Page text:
After a weekend of golfing in Florida, President Trump quote-tweeted a mysterious meme Sunday evening, depicting himself playing the violin in front of an orange and red background, with the caption, “MY NEXT PIECE IS CALLED NOTHING CAN STOP WHAT’S COMING.”

“Who knows what this means, but it sounds good to me!” he tweeted.

The meme drew speculation that it was related to the QAnon conspiracy theorists, as The Washington Post’s Timothy Bella described here.

But Walter Shaub, director of the Office of Government Ethics from 2013 to 2017, had another idea:

Nero was the notorious emperor who, as legend has it, “fiddled while Rome burned.” By Monday morning, #NeroTrump was a top trend on Twitter.

A history lesson is definitely in order.

Nero, a descendant of Julius Caesar, was born Lucius Domitius Ahenobarbus in 37 A.D.; his mother, Agrippina, conspired by an incestuous marriage to make Nero the next in line for the throne. Her husband/uncle, the emperor Claudius, died by poisoning soon after, making Nero, 16 or 17 at the time, the fifth emperor of Rome.

Agrippina attempted to rule via her son but was soon exiled and later executed. And as Nero grew into a young man, he was kind of always DTFF — down to feast and frolic. He threw lavish parties in extravagant palaces, slept with anyone he wanted and even took to the stage as an actor, poet and musician.

The elites of Rome were not impressed. Orgies were one thing, but acting? In plays? That cheapened the throne, they complained.

Then, in 64 A.D., Nero announced he wanted to level and rebuild most of the city in a more contemporary style. The Senate refused him permission. Soon afterward, the whole city caught on fire.

It burned for six days straight, then rekindled and burned for three more. Ten of Rome’s 14 districts were destroyed. And Nero soon began to build his massive “Golden House” on its smoldering ashes.

But did he really fiddle while Rome burned?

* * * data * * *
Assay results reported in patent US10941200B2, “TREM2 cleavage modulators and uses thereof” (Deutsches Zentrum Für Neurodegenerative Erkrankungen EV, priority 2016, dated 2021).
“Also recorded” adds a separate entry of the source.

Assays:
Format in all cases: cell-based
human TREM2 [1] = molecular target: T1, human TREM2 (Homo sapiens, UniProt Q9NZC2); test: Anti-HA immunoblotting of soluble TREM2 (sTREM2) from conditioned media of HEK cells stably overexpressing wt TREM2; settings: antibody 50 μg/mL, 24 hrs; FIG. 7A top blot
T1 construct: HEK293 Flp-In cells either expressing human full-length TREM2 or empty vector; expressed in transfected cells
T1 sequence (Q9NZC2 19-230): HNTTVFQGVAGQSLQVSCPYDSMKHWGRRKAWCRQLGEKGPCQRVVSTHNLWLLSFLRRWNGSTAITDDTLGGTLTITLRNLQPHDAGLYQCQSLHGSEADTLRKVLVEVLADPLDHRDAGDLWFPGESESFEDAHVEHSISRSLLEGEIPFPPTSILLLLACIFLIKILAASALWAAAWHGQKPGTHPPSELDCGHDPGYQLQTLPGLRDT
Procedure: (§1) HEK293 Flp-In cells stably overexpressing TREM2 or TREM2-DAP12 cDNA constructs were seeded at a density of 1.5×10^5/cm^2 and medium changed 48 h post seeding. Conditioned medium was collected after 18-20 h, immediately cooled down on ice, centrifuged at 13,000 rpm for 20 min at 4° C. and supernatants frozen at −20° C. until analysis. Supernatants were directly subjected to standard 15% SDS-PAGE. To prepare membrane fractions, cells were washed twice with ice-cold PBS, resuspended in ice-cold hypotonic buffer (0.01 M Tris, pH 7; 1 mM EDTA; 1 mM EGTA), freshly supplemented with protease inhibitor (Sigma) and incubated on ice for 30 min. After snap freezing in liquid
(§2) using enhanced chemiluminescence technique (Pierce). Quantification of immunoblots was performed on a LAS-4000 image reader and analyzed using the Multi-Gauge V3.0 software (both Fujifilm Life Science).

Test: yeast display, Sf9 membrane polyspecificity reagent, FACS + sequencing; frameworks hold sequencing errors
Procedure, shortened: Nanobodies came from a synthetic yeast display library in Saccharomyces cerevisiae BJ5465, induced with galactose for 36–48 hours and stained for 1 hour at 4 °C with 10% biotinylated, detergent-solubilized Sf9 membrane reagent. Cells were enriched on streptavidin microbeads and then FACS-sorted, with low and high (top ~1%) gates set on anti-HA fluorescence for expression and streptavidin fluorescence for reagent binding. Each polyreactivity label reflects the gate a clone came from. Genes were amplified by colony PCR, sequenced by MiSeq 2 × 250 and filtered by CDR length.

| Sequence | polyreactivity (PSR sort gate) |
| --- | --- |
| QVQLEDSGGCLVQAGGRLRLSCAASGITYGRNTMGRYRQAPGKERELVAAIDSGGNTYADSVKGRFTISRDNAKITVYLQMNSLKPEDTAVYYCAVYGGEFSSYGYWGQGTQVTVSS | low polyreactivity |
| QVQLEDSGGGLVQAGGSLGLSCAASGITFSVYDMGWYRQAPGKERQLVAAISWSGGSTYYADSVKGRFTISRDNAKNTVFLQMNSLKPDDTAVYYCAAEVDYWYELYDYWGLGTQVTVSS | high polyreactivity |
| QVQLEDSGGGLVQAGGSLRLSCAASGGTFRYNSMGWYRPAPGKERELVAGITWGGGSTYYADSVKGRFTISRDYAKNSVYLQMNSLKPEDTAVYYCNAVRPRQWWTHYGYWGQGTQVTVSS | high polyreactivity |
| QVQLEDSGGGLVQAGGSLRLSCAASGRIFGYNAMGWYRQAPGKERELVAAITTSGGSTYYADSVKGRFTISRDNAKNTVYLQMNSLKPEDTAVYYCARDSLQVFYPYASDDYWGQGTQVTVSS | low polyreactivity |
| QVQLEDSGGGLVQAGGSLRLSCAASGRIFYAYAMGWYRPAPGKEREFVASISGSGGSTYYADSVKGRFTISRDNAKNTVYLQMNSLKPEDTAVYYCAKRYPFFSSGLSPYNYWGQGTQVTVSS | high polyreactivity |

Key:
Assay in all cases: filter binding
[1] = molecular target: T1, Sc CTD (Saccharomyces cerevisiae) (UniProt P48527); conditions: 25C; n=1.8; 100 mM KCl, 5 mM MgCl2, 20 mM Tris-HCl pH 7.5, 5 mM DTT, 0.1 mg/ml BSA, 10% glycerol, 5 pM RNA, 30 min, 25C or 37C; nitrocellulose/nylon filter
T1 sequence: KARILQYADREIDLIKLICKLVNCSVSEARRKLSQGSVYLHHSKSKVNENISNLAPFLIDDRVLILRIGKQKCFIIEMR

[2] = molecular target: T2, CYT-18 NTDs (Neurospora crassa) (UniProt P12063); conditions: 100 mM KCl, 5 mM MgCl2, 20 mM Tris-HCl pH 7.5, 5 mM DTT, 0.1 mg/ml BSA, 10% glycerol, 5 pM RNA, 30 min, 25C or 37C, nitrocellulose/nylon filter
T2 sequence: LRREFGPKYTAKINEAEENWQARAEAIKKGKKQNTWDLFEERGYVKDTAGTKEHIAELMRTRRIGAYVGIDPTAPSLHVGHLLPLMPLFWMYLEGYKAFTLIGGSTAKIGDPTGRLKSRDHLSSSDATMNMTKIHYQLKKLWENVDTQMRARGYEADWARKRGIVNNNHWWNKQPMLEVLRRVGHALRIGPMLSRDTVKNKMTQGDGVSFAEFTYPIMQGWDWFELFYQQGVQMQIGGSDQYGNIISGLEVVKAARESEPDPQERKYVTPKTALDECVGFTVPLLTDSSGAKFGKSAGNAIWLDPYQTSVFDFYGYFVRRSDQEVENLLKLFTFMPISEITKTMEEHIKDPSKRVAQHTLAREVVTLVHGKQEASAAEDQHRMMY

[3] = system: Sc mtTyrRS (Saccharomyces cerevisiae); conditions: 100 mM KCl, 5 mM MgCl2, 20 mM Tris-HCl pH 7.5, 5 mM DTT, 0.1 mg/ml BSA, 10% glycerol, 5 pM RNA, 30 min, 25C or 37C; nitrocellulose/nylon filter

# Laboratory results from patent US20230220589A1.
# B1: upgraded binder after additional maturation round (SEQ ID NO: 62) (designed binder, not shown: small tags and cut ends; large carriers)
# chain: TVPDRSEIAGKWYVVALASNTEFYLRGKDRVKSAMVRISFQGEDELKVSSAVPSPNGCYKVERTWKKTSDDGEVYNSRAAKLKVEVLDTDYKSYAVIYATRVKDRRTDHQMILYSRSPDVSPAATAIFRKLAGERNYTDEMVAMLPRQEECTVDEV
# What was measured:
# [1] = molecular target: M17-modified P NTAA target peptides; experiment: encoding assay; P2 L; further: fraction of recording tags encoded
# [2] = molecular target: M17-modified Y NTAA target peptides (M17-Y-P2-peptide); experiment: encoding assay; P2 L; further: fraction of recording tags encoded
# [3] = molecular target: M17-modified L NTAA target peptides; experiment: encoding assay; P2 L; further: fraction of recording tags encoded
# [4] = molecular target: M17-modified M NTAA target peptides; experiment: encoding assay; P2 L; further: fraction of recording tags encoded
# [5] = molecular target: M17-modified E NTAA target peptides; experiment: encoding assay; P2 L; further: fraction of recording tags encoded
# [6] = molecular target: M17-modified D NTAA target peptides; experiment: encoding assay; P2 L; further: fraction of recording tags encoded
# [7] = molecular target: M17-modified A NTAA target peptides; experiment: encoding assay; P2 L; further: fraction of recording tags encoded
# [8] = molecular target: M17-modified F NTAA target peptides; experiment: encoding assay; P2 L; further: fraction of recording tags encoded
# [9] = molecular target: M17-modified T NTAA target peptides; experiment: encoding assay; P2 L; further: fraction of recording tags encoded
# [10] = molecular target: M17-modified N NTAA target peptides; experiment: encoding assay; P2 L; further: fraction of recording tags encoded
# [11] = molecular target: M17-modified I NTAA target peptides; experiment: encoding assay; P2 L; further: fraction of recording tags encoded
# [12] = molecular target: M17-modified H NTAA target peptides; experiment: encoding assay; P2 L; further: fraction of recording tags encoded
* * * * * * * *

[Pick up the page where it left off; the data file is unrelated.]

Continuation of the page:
No, because fiddles didn’t exist until the Middle Ages. But he maybe played his lyre?

His first biographer, Tacitus, wrote in his “Annals” that Nero was 30 miles away in Antium at the time, “but at the very moment when Rome was aflame, he had mounted his private stage, and typifying the ills of the present by the calamities of the past, had sung the destruction of Troy.”

Not a great look.

Later biographers were even less charitable. Suetonius claimed that witnesses caught him setting the fires, and that he watched the city burn from a tower, “and exulting, as he said, in ‘the beauty of the flames,’ he sang the whole of the ‘Sack of Ilium,’ in his regular stage costume.” Cassius Dio claimed he hired a bunch of thugs to set fires and then watched from the palace, singing and playing the lyre in costume.

The famous expression that “Nero fiddled while Rome burned” came later, according to Encyclopaedia Britannica, but it was adapted over centuries from an original story.

In any case, Nero’s feckless response to the tragedy is now being compared to Trump’s Twitter behavior amid the growing crises of the coronavirus outbreak and its economic fallout. Monday morning, as Americans nervously awaited the opening bell on Wall Street, Trump tweeted his usual complaints about Democrats, the “Deep State” and the “Fake News Media.”

Soon after Trump retweeted the fiddling meme, CNN legal analyst Renato Mariotti had this warning, “You might want to look up what happened to Nero.”

It wasn’t good.

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